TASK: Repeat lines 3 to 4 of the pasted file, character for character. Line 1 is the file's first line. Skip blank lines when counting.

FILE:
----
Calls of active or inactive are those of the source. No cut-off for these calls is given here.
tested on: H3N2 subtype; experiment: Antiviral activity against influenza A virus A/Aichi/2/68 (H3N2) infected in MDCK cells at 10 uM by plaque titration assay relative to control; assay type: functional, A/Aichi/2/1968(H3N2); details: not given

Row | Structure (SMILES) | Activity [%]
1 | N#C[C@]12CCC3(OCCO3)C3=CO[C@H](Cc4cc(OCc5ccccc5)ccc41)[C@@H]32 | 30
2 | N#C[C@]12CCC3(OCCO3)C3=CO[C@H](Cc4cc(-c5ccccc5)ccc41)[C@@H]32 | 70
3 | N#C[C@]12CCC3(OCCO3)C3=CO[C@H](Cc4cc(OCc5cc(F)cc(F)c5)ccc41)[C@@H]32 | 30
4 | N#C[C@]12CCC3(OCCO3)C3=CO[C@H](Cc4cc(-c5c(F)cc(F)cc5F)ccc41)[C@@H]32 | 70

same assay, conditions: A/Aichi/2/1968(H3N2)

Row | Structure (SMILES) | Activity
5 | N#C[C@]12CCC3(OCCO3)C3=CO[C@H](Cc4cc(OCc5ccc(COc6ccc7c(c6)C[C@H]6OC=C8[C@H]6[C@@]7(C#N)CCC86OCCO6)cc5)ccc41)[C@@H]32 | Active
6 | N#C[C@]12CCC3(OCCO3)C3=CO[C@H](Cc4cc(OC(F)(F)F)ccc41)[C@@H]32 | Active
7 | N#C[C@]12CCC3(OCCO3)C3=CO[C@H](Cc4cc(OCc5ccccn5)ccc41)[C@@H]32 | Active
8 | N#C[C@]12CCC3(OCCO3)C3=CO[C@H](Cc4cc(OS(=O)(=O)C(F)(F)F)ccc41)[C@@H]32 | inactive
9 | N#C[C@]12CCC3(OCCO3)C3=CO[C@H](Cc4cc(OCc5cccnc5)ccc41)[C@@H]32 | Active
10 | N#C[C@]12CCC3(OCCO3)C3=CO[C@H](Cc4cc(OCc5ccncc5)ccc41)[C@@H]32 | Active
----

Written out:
Row | Structure (SMILES) | Activity [%]
1 | N#C[C@]12CCC3(OCCO3)C3=CO[C@H](Cc4cc(OCc5ccccc5)ccc41)[C@@H]32 | 30